Peak season in Europe has traditionally been all about Christmas. Then in 2010 e-commerce giants Amazon introduced Black Friday and peak season spending in Europe changed.
Since then Europe has followed in America’s footsteps and embraced post-Thanksgiving discounts – even though they don’t actually celebrate Thanksgiving.
In our definitive guide to peak season spending in Europe we delve into both the Christmas and Black Friday trends of seven European counties. We find out who the big spenders are, how much the average person is spending and when Europe’s peak season spending… peaks!
Peak season spending per person
Europeans tend to get pretty spendy in the holiday season, but how much are we actually talking? The table below breaks down by country how much each person is spending on average for Christmas.
The figures show that British and Spanish consumers are the biggest spenders at Christmas. Dutch consumers spend the least at Christmas, but this is because many celebrate Sinterklass earlier in December and do not exchange presents on Christmas Day itself.
Peak Season Spending on Black Friday weekend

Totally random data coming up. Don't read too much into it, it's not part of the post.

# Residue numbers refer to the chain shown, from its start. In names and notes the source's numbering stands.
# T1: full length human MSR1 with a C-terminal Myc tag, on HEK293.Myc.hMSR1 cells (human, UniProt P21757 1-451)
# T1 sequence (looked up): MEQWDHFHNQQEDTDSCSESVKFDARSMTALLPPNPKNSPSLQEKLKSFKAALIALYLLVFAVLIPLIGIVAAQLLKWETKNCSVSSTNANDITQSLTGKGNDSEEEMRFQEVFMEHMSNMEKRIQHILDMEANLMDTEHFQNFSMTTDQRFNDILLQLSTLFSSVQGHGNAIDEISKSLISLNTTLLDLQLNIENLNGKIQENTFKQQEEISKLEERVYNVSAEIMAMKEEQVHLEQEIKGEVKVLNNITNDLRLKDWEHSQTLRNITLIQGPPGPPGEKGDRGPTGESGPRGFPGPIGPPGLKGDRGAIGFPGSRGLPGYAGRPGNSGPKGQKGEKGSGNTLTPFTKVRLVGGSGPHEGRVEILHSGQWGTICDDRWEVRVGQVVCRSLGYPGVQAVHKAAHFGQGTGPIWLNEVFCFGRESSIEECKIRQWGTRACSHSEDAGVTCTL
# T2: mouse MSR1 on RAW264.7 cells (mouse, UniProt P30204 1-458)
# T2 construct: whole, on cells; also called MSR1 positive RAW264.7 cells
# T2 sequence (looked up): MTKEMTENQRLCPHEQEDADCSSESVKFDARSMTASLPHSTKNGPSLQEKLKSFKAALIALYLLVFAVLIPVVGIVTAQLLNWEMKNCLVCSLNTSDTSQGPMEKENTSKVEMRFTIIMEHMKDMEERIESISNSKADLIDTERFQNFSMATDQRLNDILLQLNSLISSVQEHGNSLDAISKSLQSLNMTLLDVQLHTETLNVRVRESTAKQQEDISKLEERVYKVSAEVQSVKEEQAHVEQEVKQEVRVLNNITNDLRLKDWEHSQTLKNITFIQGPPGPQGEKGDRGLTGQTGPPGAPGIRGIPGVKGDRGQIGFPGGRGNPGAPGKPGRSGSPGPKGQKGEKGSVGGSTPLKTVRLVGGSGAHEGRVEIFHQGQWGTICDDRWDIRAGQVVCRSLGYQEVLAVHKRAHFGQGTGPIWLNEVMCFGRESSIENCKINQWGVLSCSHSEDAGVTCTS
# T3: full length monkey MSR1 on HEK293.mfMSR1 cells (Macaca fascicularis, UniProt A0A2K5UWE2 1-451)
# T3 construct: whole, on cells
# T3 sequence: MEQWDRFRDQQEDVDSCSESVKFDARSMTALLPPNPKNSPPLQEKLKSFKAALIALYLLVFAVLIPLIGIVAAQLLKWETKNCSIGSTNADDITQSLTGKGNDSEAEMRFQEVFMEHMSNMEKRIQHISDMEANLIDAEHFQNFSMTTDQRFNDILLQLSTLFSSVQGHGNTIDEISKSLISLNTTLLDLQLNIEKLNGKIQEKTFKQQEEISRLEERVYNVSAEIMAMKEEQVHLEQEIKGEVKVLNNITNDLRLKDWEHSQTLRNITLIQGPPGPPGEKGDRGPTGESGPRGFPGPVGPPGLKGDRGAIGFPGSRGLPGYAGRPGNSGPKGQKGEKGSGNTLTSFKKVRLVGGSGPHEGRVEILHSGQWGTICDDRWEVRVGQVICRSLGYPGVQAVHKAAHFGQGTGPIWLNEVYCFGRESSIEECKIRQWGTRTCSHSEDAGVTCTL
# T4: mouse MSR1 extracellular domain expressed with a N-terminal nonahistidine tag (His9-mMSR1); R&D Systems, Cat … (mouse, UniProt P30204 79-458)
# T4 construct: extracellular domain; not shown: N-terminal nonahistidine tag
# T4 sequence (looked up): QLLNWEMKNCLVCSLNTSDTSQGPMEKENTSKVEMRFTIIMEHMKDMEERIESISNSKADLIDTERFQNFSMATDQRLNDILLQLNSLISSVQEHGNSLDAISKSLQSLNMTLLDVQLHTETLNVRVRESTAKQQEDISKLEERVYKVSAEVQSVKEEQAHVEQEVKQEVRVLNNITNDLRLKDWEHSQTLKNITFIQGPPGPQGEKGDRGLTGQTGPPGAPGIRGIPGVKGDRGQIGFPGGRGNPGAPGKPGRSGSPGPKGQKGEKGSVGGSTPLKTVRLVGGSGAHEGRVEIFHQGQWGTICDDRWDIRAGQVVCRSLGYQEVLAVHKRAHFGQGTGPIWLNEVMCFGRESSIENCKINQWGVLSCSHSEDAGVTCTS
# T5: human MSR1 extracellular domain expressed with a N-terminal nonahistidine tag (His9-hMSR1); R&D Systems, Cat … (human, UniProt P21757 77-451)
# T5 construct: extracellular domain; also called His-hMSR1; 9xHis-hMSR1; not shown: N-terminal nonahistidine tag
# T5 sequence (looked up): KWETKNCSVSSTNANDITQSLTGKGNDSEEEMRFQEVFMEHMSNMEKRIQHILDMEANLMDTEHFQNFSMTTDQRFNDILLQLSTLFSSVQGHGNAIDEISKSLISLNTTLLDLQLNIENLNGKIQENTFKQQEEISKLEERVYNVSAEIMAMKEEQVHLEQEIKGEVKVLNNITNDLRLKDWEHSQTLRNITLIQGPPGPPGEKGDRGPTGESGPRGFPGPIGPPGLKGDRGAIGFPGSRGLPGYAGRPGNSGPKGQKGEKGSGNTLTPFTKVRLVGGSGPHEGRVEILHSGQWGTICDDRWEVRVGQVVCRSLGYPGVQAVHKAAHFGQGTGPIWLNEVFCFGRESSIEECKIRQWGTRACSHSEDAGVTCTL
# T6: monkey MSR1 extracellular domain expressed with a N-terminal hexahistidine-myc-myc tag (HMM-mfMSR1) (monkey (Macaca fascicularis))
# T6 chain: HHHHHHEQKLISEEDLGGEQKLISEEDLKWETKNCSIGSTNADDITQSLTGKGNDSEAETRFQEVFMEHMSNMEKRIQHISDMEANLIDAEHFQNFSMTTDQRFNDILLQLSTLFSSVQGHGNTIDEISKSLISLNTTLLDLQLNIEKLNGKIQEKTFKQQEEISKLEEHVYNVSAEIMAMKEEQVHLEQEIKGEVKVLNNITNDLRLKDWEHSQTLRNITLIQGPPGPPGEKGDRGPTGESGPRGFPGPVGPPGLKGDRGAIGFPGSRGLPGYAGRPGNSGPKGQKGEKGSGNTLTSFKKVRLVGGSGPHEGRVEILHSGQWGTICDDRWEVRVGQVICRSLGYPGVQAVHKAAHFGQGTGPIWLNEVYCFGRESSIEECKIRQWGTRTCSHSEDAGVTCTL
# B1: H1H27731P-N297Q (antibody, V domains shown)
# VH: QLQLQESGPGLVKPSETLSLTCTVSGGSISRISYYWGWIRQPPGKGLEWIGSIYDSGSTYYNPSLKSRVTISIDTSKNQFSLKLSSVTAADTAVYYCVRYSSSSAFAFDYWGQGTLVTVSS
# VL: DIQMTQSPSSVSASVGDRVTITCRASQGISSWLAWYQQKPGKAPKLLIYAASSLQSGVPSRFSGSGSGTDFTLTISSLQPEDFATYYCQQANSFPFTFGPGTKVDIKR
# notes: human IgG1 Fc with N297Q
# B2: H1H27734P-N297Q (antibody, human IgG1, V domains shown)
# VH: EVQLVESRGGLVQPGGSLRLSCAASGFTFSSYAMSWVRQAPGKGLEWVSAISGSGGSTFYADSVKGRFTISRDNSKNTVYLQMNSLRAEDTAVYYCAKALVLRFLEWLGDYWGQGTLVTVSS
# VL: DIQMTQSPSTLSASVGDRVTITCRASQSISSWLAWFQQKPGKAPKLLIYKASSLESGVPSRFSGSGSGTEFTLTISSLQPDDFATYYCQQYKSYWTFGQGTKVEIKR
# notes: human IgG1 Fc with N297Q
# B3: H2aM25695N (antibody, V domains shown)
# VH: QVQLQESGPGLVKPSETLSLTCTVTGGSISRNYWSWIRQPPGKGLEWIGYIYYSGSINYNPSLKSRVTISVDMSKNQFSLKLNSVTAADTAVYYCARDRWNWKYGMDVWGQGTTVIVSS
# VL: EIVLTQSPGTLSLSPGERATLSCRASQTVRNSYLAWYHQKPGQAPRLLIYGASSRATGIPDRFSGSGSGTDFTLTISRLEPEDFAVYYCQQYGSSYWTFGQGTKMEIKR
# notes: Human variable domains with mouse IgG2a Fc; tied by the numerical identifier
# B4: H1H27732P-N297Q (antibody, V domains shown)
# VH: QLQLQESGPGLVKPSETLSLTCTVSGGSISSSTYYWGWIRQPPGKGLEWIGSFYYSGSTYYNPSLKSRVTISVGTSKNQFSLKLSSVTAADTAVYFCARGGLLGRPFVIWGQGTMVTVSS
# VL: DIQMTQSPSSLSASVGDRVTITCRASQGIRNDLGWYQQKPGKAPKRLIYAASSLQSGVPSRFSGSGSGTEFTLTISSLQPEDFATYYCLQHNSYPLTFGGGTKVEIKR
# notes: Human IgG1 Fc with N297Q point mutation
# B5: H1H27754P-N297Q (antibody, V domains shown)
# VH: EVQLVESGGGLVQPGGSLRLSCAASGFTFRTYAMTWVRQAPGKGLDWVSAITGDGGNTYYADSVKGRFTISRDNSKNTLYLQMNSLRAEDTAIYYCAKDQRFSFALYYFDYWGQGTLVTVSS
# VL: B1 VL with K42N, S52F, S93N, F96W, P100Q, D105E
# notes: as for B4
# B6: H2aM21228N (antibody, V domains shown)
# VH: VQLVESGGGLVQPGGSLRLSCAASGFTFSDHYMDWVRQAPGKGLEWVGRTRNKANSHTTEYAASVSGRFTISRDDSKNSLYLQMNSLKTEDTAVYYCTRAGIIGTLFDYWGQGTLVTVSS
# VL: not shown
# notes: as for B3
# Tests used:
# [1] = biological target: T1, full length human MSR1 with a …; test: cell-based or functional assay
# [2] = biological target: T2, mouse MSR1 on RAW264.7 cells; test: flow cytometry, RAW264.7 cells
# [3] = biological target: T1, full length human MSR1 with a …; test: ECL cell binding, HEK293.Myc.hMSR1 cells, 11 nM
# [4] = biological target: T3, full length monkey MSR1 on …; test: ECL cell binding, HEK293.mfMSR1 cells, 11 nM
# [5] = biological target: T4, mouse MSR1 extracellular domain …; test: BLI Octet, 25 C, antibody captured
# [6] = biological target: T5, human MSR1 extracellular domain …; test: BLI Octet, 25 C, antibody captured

Over the past eight years Europe has embraced Black Friday and it is now one of the biggest days in the retail calendar.
The graph below is based on data collected by VoucherCodes. It shows the amount spent by each country on Black Friday weekend 2017, including Cyber Monday. The United Kingdom spent £7.8 billion, which was the most in Europe followed by Germany and then France.
Peak season spending by country
In 2017 Belgium spent 660 million pounds over the whole cyber weekend. This was the lowest of all the countries surveyed, but let’s not forget Belgium is also the smallest!
The truth is Black Friday has taken off in Belgium as it has in much of Europe. The volume of online shopping in Belgium increased by 107% in 2016 compared to 2015.
According to Adobe Analytics peak season spending will spike in mid-December as many people in Belgium – 42% in fact – leave their Christmas shopping till after December 15th (Deloitte).